Exactly How Nannies Help Powerful Women Do It All

Photo-Illustration: by The Cut; Photo: Getty Images

When New York went into lockdown two years ago, Sarah, which isn’t her real name, relocated to the countryside. She would have hunkered down in her tiny apartment were it not for her job as a nanny to the young son of a famous actress. When her employer’s family left the city, Sarah and her husband packed up, too, and went to stay at a rental house near theirs — provided by Sarah’s employers — so she could continue caring for her charge. “We all got a lot closer,” she says. “My husband and her husband were cutting down trees in the woods and screaming about politics.”

The actress was still doing interviews and online play readings, and Sarah gave her the space to focus by spending hours outside with the boy, catching frogs and getting covered in mud. When her employers really needed space or time to rest, she could always whisk him off to her own house down the road. The adults took turns leading remote school at first — “So nobody murdered anyone,” Sarah says sweetly — but eventually she handled that the majority of the time, too.

Back in the city, in closer quarters, nannies packed lunches for themselves and their charges and went out for walks, or they eased the sometimes difficult transition when a parent, having emerged from their bedroom-slash-office to eat lunch with the kids, had to sequester themselves away again. Rebecca, who works as a nanny for a wealthy family in New York, would reframe the potentially fraught post-lunch moment as an opportunity for her and the child to do another activity. “Rather than the focus being on, ‘And then Mommy’s going back to work,’” she says, “it’s, ‘And then we are going outside.’” Even if they were just going to take out the trash.

By squishing professional life and family life into the same space, the pandemic provided many examples of the ways in which nannies enable women to raise children while pursuing high-powered careers. Too often, nannies’ significant labor gets swept into the background. When COVID-19 disrupted the daily routines of work and child care, it highlighted the crucial role nannies play in the flow of many parents’ daily lives. “I think people thought that they could work from home and not have as much child care, but I think they’re realizing the hard way that it doesn’t quite work like that,” says Julia Gaskell, who heads the placement agency within the U.K.-based Norland College, which specializes in a nanny-training program involving a three-year degree and a one-year probationary post. At this stage of the pandemic, Gaskell is seeing unprecedented demand for Norland nannies, including from parents in the United States.

For high-profile clients and those with more modest lifestyles alike, nannying jobs take many forms. Some nannies live with the families they work for, and others come in just for the day. Some spend years caring for the same child, while others focus on maternity nursing or temporary posts; before Rebecca landed her current job, she worked for 11 different families over the course of a single year, spending time in London, Switzerland, Dubai, and New Zealand. Gaskell has seen a rise in London-based families sharing the cost of a single nanny as well as an increase in high-net-worth families hiring teams of nannies for 24-hour care. (Rebecca is a Norland graduate, as is Prince George’s nanny.)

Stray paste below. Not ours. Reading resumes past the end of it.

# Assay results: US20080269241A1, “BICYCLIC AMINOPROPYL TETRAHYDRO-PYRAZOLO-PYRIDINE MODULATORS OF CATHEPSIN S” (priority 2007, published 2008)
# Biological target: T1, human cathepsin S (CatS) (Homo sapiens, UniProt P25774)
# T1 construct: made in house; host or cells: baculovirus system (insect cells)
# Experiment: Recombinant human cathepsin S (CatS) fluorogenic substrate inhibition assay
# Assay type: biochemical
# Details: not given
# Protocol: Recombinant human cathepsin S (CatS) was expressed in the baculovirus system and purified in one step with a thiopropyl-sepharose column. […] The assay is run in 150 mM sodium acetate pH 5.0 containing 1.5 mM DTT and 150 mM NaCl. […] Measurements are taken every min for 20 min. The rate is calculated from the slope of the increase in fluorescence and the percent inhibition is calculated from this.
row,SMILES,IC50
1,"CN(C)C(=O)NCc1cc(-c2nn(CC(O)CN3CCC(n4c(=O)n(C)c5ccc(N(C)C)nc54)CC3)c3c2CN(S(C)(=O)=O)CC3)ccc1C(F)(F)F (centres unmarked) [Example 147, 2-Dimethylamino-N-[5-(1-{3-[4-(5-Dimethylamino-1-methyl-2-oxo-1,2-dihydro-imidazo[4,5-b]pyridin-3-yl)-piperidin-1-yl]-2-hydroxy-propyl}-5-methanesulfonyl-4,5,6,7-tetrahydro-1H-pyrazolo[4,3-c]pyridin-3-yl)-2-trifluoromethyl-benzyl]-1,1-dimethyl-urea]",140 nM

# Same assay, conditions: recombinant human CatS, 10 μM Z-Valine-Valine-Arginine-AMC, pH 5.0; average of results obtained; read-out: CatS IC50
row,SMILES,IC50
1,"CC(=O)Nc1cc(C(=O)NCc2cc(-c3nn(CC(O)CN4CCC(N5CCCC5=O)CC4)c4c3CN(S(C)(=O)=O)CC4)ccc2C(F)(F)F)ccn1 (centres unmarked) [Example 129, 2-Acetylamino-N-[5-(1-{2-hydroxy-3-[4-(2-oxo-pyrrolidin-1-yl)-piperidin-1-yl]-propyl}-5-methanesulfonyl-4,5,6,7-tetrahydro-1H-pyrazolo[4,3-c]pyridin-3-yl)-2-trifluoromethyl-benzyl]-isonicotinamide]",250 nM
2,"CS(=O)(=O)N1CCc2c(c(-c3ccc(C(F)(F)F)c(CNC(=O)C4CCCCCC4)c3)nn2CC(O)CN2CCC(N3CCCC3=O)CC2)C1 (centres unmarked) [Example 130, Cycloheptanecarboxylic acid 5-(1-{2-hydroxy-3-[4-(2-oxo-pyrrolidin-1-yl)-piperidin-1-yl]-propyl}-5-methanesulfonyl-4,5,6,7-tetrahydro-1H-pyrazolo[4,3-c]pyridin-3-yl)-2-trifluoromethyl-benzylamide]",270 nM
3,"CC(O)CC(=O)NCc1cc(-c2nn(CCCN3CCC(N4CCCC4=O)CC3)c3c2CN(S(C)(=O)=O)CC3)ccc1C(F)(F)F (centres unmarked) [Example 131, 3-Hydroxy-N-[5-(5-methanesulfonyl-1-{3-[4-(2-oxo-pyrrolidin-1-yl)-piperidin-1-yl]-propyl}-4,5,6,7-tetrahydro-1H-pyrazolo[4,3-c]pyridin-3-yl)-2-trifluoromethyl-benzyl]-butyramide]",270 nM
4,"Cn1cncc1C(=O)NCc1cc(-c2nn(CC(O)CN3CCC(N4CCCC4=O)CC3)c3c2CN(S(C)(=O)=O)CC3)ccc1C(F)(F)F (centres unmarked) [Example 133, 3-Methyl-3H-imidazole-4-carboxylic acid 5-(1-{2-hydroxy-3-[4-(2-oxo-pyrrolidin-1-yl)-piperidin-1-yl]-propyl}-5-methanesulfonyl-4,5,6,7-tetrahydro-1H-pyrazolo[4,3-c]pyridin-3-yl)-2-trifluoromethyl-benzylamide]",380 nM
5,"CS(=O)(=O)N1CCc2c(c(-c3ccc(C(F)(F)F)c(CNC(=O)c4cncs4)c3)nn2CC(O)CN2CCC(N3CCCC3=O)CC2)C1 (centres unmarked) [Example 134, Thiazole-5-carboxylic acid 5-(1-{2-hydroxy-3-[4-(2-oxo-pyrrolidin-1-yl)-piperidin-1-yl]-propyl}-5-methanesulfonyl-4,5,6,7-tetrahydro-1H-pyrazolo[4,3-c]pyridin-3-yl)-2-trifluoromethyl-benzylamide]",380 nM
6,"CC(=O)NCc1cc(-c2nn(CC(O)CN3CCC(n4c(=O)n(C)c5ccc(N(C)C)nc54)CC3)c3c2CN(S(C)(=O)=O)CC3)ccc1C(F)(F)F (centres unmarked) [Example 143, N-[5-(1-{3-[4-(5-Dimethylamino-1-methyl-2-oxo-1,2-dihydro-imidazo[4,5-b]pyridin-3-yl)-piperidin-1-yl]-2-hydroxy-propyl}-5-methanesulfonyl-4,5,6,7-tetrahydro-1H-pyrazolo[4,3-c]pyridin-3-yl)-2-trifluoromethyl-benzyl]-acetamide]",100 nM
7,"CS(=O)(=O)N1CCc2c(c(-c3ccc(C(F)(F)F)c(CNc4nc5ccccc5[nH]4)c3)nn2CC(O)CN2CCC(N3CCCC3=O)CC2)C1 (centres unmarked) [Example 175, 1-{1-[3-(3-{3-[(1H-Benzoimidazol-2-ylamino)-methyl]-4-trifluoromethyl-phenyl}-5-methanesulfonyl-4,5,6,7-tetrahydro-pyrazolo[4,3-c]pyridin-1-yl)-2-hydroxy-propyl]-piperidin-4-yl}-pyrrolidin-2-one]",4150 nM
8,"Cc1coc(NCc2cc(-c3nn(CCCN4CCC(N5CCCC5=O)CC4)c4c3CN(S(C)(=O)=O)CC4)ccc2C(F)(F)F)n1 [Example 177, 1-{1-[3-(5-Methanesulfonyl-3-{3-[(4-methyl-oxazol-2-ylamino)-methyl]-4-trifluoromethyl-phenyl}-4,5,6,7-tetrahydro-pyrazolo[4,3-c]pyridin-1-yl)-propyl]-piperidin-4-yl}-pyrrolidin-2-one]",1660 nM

Alice, a New York–based Norland nanny employed by the female CEO of a publicly traded company, typically works 12-hour days with weekends off. (Her employers are “very aware” she has her own life, she adds, and give her advance notice if they ask her to work late or over the weekend.) She drops the kids off at school, picks them up, and shuttles them to their various classes and activities. In the evening, she makes sure they get some downtime (coloring or playing cards), prepares dinner, helps with homework, and debriefs the parents on the day when they return. If her employers are out late, she puts the kids to bed and either stays late or leaves if another member of the household staff is around. When the mother travels for work, Alice coordinates FaceTime calls between her and the kids.

Over the years, Sarah’s boss has worked on projects that require her to be away on set for six months at a time, and during those stretches, Sarah would facilitate daily FaceTime chats between mother and son. She’d also drop anecdotes and videos into a group chat with the actress and her husband to keep everyone in the loop on the little moments in their son’s life like the chaos of a soccer game played among small children or the triumph of figuring out the freestyle stroke in swimming class. “I felt bad sometimes because she missed out on some great stuff, but she provided such an exceptional life for him,” says Sarah.

When the actress returned from shooting, Sarah transitioned into more of a mother’s helper role. “She missed him,” she says. “She’d dig right in, and I’d fall back and be an assistant.” Sarah would do laundry and prep dinner, clearing the way for her employer to get quality time with her son.